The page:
Mobility needs for the disabled today are largely supported through costly and challenging-to-use paratransit services. If autonomous shuttles are designed with the needs of people with disabilities in mind, the system could start serving all people equally. Researchers at Texas A&M University are working on designing vehicles that can identify the best place to stop the vehicle for those who need a wheelchair ramp, improving seating arrangement and rider assistance programs, and making sure those who are vision impaired can utilize these vehicles on their own.
Similarly, a new look at vehicle size provides an opportunity to provide faster, more efficient service in low-density areas. Right-sizing vehicles for occupancy, including offering lower ridership routes via shared micro transit or shared four-passenger vehicles, allows greater capital investment in main line transit systems with greater demand, while protecting transit dependent populations regardless of location. Many agencies are exploring these capabilities with micro transit pilots.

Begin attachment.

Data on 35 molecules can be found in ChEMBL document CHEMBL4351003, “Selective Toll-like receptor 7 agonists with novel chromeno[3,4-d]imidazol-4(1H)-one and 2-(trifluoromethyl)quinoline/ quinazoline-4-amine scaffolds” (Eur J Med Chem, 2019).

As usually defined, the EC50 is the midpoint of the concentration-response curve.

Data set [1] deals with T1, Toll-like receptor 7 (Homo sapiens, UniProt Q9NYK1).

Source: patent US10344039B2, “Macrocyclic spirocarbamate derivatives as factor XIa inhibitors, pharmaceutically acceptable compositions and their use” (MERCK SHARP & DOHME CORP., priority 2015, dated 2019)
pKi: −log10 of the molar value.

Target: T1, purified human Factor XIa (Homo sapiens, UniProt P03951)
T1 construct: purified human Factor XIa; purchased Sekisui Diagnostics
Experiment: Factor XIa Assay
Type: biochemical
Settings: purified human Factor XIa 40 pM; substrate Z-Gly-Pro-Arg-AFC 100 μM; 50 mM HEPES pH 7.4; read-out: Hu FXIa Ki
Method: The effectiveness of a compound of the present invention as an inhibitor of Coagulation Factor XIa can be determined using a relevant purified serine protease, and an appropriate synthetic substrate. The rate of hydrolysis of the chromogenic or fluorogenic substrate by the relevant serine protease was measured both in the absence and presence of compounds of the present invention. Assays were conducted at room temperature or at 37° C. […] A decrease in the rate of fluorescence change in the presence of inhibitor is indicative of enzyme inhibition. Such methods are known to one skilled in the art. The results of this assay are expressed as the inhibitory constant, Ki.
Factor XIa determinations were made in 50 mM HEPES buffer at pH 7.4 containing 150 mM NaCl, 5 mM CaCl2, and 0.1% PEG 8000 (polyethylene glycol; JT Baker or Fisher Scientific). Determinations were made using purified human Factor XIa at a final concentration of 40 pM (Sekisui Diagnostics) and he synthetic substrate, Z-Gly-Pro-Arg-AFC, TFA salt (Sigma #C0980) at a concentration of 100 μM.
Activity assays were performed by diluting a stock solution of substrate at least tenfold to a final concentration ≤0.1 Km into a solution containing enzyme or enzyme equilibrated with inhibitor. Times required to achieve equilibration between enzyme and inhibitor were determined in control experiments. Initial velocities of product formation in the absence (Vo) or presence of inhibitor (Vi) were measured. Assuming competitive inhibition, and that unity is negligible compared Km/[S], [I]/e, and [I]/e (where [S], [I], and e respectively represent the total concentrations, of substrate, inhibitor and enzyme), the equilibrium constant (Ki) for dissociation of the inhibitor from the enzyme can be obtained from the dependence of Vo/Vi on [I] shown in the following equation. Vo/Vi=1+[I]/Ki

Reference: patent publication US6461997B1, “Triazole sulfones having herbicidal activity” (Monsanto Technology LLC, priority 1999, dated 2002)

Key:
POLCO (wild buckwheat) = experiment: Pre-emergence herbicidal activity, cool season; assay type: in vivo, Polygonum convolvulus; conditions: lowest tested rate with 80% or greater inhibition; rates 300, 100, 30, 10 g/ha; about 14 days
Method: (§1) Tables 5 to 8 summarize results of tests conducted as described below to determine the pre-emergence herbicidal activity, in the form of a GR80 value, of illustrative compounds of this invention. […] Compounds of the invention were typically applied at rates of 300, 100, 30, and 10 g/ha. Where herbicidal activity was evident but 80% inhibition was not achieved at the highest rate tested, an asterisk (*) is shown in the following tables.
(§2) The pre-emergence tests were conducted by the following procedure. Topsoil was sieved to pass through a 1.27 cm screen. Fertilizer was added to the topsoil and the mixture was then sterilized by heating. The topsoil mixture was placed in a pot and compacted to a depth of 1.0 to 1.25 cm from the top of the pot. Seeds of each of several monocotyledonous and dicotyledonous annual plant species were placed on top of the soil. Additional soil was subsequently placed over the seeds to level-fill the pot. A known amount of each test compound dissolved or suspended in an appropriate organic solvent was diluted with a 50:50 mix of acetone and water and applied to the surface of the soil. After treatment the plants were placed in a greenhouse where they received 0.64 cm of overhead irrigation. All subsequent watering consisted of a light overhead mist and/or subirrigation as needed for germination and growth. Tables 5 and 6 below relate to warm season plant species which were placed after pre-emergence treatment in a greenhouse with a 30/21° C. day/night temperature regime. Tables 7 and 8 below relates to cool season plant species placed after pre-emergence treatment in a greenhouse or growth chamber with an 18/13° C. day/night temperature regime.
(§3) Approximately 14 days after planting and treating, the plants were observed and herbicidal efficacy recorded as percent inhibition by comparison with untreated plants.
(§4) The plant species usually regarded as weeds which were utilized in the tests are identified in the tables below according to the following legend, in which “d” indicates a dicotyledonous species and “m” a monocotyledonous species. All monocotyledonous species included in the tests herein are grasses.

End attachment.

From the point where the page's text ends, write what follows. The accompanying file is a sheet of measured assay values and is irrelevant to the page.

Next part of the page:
Achieving this potential requires action today. Partnering and piloting to build expertise in these technologies and their capabilities will provide a deeper capacity from which to achieve transit’s core mission: to move people safely, efficiently and economically between locations.
Collaborative multi-agency and multi-disciplinary working groups are a great first step toward following this advice, staying educated on the latest issues, and having deliberate and measured conversations without jumping to inaccurate or incomplete conclusions. Many agencies are doing just that, assembling with the intent of increasing dialogue. And it’s that dialogue that will be an important enabler of any future regulation, legislation or policy.
Sahar Shirazi, planning and policy lead for automated vehicles and emerging mobility at WSP USA, helps clients develop and implement plans, policies and projects that incorporate emerging mobility solutions, creating more efficient and beneficial built environments and transportation systems.
Rachel Zack, innovative mobility lead with WSP USA, helps clients consider the impact of new and emerging technologies, identify grant opportunities for on-demand and shared-use mobility, develop policy criteria, and establish partnerships with private mobility providers to achieve transportation goals.
[Editor’s Note: To learn more about how WSP supports the planning, deployment and maintenance of intelligent transportation systems and connected and automated vehicle projects across the U.S., visit www.advancingtransport.com. ]
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